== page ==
According to new information from the country’s prime minister, Japan will begin allowing international students, as well as non-tourists, to visit the country beginning in March.
After “increasing calls” from colleges and students to remove immigration restrictions, Fumio Kishida indicated in a news conference that there will be a gradual reopening, even though several other nations have already fully opened their borders.
“It is just the first step… we need to start preparing for the next phase, in stages,” he told reporters. “We are gradually walking toward the end of the sixth wave,” he added.
The number of persons allowed to enter Japan each day, which was also based on logic, was capped at 3,500 but has since been increased to 5,000. Stakeholders and students are still sceptical if it is sufficient.
“[This news] was a step in the right direction, but 5,000 entries per day is not nearly enough to welcome the number of re-entries, and the almost 400,000 new entries who have been waiting for as long as two years,” Davide Rossi, CEO of Go! Go! Nihon said.
A community of students awaiting re-entry into the country as a result of the ban agrees that the admittance cap is still a major concern.
“We are waiting for the details… if you consider that pre-pandemic entries were roughly 150,000 or 200,000 a day, [5,000 a day] is a very small number,” a representative said.
Many are concerned that they will “lose another semester” due to the cap since it will take too long for their turn to enter the nation. Several students must begin school in April, and there are concerns that the process will be too slow to welcome them on time.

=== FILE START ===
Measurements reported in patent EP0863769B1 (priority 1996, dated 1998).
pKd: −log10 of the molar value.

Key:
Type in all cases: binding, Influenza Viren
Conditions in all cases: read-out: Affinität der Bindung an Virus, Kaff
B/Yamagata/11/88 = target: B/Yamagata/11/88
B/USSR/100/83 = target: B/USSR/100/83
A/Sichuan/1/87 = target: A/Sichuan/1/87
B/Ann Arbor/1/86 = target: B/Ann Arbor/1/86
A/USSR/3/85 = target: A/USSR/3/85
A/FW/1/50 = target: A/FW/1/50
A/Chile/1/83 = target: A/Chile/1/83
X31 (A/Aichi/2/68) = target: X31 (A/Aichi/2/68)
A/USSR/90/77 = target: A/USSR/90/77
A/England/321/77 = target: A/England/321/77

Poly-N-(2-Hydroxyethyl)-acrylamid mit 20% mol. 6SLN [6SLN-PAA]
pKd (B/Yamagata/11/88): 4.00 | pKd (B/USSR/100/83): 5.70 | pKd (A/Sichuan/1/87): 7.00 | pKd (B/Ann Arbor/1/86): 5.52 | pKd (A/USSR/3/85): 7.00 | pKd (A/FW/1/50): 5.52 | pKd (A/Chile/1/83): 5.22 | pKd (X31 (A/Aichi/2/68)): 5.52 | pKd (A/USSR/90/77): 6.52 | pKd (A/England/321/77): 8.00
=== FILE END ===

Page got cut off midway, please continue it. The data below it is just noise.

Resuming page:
“We are putting our hopes in Keidanren and Komeito, who are already asking the government to raise the cap,” the @StrandedOutJPN representative agreed.
The ruling Liberal Democratic Party’s Komeito, a junior coalition partner, is pressing for more change, as are some members of the ruling party. The Japanese Business Federation Keidanren is also advocating for workers.
“Businesses cannot be conducted just within [Japan],” said chairman Masakazu Tokura last month. “It affects our national interests,” said LDP’s education policy committee head Tomohiro Yamamoto.
International students who are unable to study in Japan choose to study in other countries, which harms Japan’s international standing. Although some are still waiting for vital specifics, the news is welcomed after it was discovered that the admission prohibition was negatively impacting the mental health of international students.
One student, who wanted to remain anonymous, has been waiting for almost three years to study in Japan, and while he is overjoyed with the news, he believes it may not be enough to restore faith in Japan’s boundaries.
“My application for nomination from my home university started in 2019. The first application to my university in Japan was autumn 2020 for the spring semester 2021 – the reason I chose to postpone the exchange semester is because of the effort it takes to study in Japan and the interest of studying there which at least makes me not want to change destination,” they said.
“I am not confident about the borders reopening since I know about what happened last year in November. The border closed again soon after they opened it.
Even though many details remain unknown, the new quarantine rule has been revealed: as the government relaxes entrance rules, immigrants would face one of three quarantine scenarios, based on their vaccination status and country of departure.
Ahead of the announcement, speculations circulated about potential exemptions of language students and workers’ families. In reaction, a Twitter campaign, #allentriesarethesame, was launched, with many students and workers posting images of themselves with the length of time they’d been waiting to enter Japan.
Although there are several questions that remain unresolved at the moment and there is so much more to it than just flying.
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